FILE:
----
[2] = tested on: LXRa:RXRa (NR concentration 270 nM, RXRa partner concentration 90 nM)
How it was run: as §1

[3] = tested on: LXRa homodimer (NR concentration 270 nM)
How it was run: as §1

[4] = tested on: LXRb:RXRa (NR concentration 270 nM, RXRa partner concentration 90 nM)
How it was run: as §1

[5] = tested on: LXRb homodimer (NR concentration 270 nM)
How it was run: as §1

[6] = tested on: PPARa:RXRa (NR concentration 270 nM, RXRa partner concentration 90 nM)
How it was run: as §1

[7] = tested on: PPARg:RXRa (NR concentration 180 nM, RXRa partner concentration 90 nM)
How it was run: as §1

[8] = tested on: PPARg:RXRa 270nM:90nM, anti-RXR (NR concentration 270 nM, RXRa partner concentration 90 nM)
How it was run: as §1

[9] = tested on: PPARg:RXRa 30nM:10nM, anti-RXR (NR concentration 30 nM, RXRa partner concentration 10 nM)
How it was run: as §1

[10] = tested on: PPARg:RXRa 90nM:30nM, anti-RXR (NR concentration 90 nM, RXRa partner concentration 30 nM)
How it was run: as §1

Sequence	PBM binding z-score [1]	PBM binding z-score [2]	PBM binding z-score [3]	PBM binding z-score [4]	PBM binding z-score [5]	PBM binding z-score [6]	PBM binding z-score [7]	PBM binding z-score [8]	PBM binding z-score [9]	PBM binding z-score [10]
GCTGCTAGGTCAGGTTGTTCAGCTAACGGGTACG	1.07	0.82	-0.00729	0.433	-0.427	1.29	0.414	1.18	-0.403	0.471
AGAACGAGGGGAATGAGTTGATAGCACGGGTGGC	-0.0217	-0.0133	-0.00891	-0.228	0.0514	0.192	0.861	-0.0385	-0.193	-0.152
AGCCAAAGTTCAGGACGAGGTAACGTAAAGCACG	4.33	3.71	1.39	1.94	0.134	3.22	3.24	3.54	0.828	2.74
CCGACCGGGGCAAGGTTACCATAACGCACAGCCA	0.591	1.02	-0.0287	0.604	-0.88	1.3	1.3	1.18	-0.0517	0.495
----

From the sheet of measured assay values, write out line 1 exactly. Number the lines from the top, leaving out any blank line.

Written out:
[2] = tested on: LXRa:RXRa (NR concentration 270 nM, RXRa partner concentration 90 nM)